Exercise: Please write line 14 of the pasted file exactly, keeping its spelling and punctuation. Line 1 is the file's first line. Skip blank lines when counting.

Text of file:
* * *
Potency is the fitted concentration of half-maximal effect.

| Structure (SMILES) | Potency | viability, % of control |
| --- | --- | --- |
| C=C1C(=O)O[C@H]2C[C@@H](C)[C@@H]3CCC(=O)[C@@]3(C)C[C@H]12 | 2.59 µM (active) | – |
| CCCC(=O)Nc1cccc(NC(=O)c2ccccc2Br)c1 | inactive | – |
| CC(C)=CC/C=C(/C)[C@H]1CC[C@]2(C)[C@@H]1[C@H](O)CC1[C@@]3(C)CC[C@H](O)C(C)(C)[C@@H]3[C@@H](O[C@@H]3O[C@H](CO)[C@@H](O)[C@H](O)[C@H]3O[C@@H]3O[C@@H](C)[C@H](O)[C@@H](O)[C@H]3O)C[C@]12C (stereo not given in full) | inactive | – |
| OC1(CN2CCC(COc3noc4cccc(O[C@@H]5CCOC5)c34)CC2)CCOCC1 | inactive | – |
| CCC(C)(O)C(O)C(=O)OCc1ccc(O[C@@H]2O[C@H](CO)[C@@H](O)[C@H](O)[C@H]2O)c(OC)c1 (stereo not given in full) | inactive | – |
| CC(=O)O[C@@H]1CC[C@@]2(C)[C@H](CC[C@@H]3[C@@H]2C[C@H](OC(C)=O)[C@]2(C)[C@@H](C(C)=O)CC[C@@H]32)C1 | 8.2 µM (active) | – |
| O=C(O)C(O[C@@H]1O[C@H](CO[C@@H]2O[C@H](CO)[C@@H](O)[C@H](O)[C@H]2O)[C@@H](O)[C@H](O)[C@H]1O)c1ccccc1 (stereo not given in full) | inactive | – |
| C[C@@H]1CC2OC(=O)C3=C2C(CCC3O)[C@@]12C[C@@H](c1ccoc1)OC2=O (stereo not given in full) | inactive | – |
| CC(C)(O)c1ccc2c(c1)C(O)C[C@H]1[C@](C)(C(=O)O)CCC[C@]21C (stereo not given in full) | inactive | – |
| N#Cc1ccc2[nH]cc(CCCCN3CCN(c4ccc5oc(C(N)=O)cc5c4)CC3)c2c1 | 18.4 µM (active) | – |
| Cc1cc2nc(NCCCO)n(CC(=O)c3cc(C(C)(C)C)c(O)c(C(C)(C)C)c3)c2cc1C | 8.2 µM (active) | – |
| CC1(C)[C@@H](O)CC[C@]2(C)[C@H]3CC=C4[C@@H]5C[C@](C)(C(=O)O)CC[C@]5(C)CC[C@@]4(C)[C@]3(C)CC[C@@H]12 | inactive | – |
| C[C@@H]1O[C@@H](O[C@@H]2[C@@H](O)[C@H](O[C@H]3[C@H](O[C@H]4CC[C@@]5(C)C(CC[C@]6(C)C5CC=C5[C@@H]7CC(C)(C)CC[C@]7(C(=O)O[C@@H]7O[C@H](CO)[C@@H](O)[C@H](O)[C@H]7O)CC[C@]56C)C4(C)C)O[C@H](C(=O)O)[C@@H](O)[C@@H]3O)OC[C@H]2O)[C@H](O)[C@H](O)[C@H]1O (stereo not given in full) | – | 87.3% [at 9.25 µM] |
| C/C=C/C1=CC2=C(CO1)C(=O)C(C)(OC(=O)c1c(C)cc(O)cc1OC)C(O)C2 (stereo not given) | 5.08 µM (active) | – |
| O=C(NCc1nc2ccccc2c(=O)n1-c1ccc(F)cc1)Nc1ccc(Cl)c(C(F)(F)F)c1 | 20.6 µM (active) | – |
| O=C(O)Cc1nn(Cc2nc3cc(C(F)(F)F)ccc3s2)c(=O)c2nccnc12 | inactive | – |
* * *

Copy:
| Cc1cc2nc(NCCCO)n(CC(=O)c3cc(C(C)(C)C)c(O)c(C(C)(C)C)c3)c2cc1C | 8.2 µM (active) | – |